Tuesday, May 24, 2016

May Pass Or Pages Entry #2

Welcome to our feedback reveal for Pass Or Pages. In this contest, randomly chosen entries were critiqued by our agent panel. We hope it will give everyone a sense of what is going on in an agent's head as they read queries and first pages. We're so grateful to the members of the agent panel who gave their time to provide feedback on these entries. We'd also like to thank the entrants. It's hard to put yourself out there. Thanks for being brave!

Entry #2: ARTIFICIAL WINGS (78,000 words)


All his life, Carus has longed to fly in the sky with wings of his own. If only he'd been born a girl.... [RW1]

In Carus's world, girls are born with wings and the gender roles are reversed [RW2]: boys take home-ec, learn to cook, and are expected to look pretty, while girls show off their strong wings, play Skyball in the air [RW3] for gym class, and perch themselves on ceiling-chairs in the cafeteria to catcall down to boys.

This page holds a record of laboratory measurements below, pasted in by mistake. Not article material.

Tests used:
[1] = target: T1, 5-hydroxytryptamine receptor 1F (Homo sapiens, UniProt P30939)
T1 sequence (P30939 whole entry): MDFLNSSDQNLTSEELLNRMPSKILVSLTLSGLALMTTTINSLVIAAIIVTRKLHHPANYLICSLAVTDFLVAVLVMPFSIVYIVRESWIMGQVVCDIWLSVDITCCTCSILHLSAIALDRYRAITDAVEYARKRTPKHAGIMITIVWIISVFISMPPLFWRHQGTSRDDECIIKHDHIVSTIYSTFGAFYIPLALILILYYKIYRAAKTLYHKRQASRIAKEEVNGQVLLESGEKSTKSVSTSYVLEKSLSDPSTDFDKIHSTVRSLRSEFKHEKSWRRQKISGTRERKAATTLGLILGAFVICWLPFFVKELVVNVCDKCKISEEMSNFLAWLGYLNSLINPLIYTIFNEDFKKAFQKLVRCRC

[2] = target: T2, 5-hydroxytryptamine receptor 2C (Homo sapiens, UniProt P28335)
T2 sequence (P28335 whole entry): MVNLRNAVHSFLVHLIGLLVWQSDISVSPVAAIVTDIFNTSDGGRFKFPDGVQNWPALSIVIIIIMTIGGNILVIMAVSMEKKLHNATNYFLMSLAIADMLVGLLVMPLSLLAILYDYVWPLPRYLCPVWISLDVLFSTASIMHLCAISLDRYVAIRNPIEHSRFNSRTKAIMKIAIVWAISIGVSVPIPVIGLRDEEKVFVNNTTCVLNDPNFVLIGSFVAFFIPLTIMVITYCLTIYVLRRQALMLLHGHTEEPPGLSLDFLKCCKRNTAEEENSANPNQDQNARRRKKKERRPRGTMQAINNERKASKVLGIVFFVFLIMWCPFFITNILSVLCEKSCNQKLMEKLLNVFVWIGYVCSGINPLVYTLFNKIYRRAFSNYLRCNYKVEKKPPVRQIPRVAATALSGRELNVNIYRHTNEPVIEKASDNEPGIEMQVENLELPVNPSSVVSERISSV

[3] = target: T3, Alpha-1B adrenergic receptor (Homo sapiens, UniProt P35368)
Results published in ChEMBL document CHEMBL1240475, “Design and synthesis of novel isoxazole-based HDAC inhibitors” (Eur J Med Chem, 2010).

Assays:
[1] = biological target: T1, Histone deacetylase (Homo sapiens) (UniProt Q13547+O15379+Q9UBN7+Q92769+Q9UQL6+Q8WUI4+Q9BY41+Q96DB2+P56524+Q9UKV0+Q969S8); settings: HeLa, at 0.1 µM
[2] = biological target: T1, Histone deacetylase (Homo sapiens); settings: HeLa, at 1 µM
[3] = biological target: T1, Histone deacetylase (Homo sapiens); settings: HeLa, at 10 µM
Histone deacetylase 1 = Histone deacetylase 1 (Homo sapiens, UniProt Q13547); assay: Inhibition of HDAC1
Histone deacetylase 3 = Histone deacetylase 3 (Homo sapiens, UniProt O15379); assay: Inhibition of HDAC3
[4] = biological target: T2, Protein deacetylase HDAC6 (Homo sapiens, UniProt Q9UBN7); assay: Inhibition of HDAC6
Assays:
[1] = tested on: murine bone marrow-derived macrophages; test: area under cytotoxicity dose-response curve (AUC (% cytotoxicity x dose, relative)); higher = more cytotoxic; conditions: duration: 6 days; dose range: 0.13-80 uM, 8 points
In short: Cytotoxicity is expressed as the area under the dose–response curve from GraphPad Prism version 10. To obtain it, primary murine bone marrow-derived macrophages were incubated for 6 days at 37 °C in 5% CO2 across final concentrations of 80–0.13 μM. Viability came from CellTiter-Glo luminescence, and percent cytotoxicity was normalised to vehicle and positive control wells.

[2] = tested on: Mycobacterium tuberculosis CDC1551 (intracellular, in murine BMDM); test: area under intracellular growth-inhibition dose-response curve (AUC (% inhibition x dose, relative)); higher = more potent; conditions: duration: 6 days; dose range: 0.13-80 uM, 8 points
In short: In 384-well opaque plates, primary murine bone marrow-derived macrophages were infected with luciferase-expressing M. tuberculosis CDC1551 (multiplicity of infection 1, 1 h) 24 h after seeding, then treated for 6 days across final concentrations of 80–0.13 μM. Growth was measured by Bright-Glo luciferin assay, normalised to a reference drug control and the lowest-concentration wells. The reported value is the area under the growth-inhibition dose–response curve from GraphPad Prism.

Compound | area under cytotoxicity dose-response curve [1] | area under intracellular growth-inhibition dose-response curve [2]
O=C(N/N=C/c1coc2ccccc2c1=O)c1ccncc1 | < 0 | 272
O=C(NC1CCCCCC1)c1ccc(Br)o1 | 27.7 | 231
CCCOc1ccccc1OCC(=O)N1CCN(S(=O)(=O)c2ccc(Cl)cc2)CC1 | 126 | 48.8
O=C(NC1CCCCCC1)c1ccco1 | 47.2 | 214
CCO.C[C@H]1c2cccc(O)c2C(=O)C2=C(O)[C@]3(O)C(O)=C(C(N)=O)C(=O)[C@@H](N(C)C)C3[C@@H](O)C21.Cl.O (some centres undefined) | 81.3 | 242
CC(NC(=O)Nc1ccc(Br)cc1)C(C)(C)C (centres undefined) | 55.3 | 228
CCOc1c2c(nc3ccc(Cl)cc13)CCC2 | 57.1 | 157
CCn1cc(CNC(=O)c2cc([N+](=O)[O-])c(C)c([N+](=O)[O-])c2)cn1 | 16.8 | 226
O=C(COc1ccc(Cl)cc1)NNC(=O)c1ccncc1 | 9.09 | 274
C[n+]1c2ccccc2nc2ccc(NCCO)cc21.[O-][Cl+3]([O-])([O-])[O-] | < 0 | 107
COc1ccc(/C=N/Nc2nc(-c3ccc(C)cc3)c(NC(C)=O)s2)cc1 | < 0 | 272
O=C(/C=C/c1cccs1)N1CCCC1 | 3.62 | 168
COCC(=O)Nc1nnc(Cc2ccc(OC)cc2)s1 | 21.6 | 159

Carus feels like he's the only boy in school who dreams of having wings. He wants to fly and be able to do everything the girls do, but he has to keep those feeling buried deep inside. Boys can't fly, and that's just the way it is.

Until now. An extremely controversial invention - artificial wings for men - makes Carus's dream into a possible reality. What's more, the doctor who invented them comes to Carus's town to correct a mistake that she made years ago: removing the wings Carus had at birth. [MF1] [RW4] [EK1]

It will cost Carus his friends, his family, and everything else to confront his rigid society and get his wings back. But along the way he'll make an important discovery: even if you're different, you're never alone.